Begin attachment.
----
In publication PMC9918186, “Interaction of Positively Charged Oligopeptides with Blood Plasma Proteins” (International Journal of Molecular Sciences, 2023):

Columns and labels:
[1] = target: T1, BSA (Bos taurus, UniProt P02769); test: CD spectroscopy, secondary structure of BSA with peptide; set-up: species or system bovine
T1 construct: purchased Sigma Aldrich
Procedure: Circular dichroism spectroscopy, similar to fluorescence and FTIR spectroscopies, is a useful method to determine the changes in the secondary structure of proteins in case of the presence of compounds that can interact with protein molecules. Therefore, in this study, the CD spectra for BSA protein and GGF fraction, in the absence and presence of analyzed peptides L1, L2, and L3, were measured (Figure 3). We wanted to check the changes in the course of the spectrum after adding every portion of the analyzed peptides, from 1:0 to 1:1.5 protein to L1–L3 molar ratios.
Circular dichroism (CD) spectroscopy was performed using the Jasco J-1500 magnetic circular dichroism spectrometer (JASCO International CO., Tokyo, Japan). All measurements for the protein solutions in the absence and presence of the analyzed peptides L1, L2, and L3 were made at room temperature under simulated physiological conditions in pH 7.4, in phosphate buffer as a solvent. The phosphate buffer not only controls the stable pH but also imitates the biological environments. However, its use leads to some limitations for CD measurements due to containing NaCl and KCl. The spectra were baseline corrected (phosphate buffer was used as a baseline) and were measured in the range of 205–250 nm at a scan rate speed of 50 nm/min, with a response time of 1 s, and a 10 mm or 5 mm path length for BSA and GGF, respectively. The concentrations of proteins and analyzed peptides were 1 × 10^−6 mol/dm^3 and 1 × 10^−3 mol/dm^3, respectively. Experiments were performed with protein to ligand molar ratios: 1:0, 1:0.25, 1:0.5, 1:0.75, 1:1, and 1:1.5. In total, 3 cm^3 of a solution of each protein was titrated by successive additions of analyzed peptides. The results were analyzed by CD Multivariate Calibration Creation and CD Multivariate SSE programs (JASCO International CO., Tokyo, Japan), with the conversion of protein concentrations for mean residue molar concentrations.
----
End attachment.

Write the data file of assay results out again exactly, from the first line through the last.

In publication PMC9918186, “Interaction of Positively Charged Oligopeptides with Blood Plasma Proteins” (International Journal of Molecular Sciences, 2023):

Columns and labels:
[1] = target: T1, BSA (Bos taurus, UniProt P02769); test: CD spectroscopy, secondary structure of BSA with peptide; set-up: species or system bovine
T1 construct: purchased Sigma Aldrich
Procedure: Circular dichroism spectroscopy, similar to fluorescence and FTIR spectroscopies, is a useful method to determine the changes in the secondary structure of proteins in case of the presence of compounds that can interact with protein molecules. Therefore, in this study, the CD spectra for BSA protein and GGF fraction, in the absence and presence of analyzed peptides L1, L2, and L3, were measured (Figure 3). We wanted to check the changes in the course of the spectrum after adding every portion of the analyzed peptides, from 1:0 to 1:1.5 protein to L1–L3 molar ratios.
Circular dichroism (CD) spectroscopy was performed using the Jasco J-1500 magnetic circular dichroism spectrometer (JASCO International CO., Tokyo, Japan). All measurements for the protein solutions in the absence and presence of the analyzed peptides L1, L2, and L3 were made at room temperature under simulated physiological conditions in pH 7.4, in phosphate buffer as a solvent. The phosphate buffer not only controls the stable pH but also imitates the biological environments. However, its use leads to some limitations for CD measurements due to containing NaCl and KCl. The spectra were baseline corrected (phosphate buffer was used as a baseline) and were measured in the range of 205–250 nm at a scan rate speed of 50 nm/min, with a response time of 1 s, and a 10 mm or 5 mm path length for BSA and GGF, respectively. The concentrations of proteins and analyzed peptides were 1 × 10^−6 mol/dm^3 and 1 × 10^−3 mol/dm^3, respectively. Experiments were performed with protein to ligand molar ratios: 1:0, 1:0.25, 1:0.5, 1:0.75, 1:1, and 1:1.5. In total, 3 cm^3 of a solution of each protein was titrated by successive additions of analyzed peptides. The results were analyzed by CD Multivariate Calibration Creation and CD Multivariate SSE programs (JASCO International CO., Tokyo, Japan), with the conversion of protein concentrations for mean residue molar concentrations.